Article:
4. Be descriptive. Longer, adjective-rich descriptions sell more food.
  5. Consider bracketing – this is offering the same dish in two sizes. This can encourage your customer to order the larger size, because inwardly they’ll wonder if the smaller one is enough food. Plus, since you’re offering the larger portion at less than double the price, they’ll feel like they’re getting a deal.
  6. Put the most important menu items in the upper right hand corner. This is the golden spot, and it’s the first place the eye goes. Plant your signature dish here.

Avoiding Mistakes

When it comes to your printed menu (if you have one) or your menu display board, be sure the print is large enough for everyone to read. If it’s too small, you’ll frustrate potential customers, and they’ll visit the truck next door.

Some food truck owners make the mistake of using amateur photography on their menu. You want to use professional photography whenever possible. With the high-quality, heavy-duty cameras on many smartphones today, it’s never been easier to snap a good shot.

Your menu should align with your brand. If it doesn’t, you are making a costly mistake. Your logo, your menu, your font choices and color scheme all work together to define your food truck.

Without a recognizable brand, your food truck business will suffer.

Another mistake food truck owners make on their menu is burying their best-selling or signature dishes. Give these items prime real estate on your menu so they get top billing.

This also makes buying food and managing your food costs more efficient.

Finally, another mistake we often see is the boring menu. Who wants to order pork fried rice when they could have grilled char sui pork with roasted broccoli, carrots, red peppers and garlicky herbs bathed in a Cajun surprise sauce?

Entice your customers and make them really want your menu items.

Final Thoughts

With food trucks on the rise, you can use your well-crafted menu to stand out from the competition. (tweet this)

Do keep your menu manageable – shorter is better. And, be sure to update it based on produce availability and the seasons.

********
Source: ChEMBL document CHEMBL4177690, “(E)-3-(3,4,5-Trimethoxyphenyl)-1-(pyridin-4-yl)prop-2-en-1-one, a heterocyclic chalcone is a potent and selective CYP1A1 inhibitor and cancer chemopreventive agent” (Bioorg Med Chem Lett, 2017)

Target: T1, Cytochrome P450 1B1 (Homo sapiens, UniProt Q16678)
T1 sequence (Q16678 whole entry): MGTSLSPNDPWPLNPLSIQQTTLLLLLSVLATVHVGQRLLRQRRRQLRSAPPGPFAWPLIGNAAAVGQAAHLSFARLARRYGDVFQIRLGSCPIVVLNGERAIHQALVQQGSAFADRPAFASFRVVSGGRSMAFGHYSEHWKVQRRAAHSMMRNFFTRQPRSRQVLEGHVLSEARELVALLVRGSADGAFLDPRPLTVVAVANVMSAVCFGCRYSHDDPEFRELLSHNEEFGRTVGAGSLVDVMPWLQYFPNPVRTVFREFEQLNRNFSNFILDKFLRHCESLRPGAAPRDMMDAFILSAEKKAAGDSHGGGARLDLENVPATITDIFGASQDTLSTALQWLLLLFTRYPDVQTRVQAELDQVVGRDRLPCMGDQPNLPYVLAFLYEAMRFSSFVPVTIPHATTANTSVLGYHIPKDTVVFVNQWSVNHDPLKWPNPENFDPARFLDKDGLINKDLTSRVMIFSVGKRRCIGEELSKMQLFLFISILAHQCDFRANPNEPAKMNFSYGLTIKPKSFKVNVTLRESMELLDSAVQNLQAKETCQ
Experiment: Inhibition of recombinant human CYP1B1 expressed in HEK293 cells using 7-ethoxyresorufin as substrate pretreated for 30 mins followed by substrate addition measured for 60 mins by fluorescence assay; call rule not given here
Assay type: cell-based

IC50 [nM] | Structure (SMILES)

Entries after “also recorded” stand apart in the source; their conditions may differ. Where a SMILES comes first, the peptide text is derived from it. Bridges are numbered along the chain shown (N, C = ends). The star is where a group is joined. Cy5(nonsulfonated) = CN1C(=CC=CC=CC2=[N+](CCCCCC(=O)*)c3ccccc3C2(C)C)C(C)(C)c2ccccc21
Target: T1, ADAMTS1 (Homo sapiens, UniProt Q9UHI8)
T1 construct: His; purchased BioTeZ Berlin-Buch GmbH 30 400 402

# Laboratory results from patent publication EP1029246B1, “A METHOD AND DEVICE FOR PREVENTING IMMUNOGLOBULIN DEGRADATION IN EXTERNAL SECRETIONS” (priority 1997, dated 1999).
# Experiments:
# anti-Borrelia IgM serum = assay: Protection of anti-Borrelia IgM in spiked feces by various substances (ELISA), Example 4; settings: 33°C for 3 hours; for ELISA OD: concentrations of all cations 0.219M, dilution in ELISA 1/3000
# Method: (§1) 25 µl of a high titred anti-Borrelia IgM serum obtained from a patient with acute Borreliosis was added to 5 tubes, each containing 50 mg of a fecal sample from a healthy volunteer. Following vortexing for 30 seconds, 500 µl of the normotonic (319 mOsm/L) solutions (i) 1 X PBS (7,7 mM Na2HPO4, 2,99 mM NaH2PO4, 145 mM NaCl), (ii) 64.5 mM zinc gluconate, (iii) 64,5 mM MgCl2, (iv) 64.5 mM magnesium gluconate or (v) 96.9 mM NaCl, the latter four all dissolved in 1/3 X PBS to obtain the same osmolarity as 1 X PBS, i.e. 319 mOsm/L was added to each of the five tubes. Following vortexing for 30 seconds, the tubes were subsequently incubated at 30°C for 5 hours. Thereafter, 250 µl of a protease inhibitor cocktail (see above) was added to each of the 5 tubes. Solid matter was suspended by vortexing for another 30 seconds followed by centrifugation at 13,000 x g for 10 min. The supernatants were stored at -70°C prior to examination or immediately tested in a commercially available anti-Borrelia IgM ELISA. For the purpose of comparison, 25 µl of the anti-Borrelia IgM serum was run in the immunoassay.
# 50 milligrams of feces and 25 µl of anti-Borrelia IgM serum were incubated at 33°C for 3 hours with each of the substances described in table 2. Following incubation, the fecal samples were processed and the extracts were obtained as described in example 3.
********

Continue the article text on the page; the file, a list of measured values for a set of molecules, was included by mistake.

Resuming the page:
Take care with your visuals and make sure your menu board and printed menu are appealing and eye-catching.

Finally, proofread your menu. You absolutely don’t want any typos reflecting poorly on your menu.

Do you have an online menu? Food trucks need a responsive, mobile-friendly website with an interactive online menu. It’s the ideal way to highlight your food as well as share your weekly locations.

At Restaurant Engine, we build responsive, mobile-friendly restaurant websites. Contact us today for your free website consultation. We are here to help you update your website and stand out in the crowd so you can stay ahead of your competition.

Images: Brandon Morgan and Ted Van Pelt via VisualHunt / CC BY

5 responses to “The Well-Crafted Menu – Advice For Mobile Food Trucks Starting Out”

  1. It’s good to know that long descriptions of the food may actually help it sell more. My brother and his wife want to buy an old food truck and have it remodeled so they can start taking it to local art fairs this fall. I’ll pass along this advice so they can use it when designing and creating the menu boards for the truck!

  2. Paulette says:

    Interesting and timely article.

  3. Helpful info. I been wanting to get a food truck.

  4. Joe says:

    Thinking of starting a food truck should the menu be split up between cold items and hot items? and should I do appetizers, Entrees, Desserts?
    what about drinks?
    Please let me know.

  5. Jean says:

    Great information. Getting ready to launch in about 3 months. A little concerned about commissary nightmares! I’m trying to decide on a profitable and attractive menu.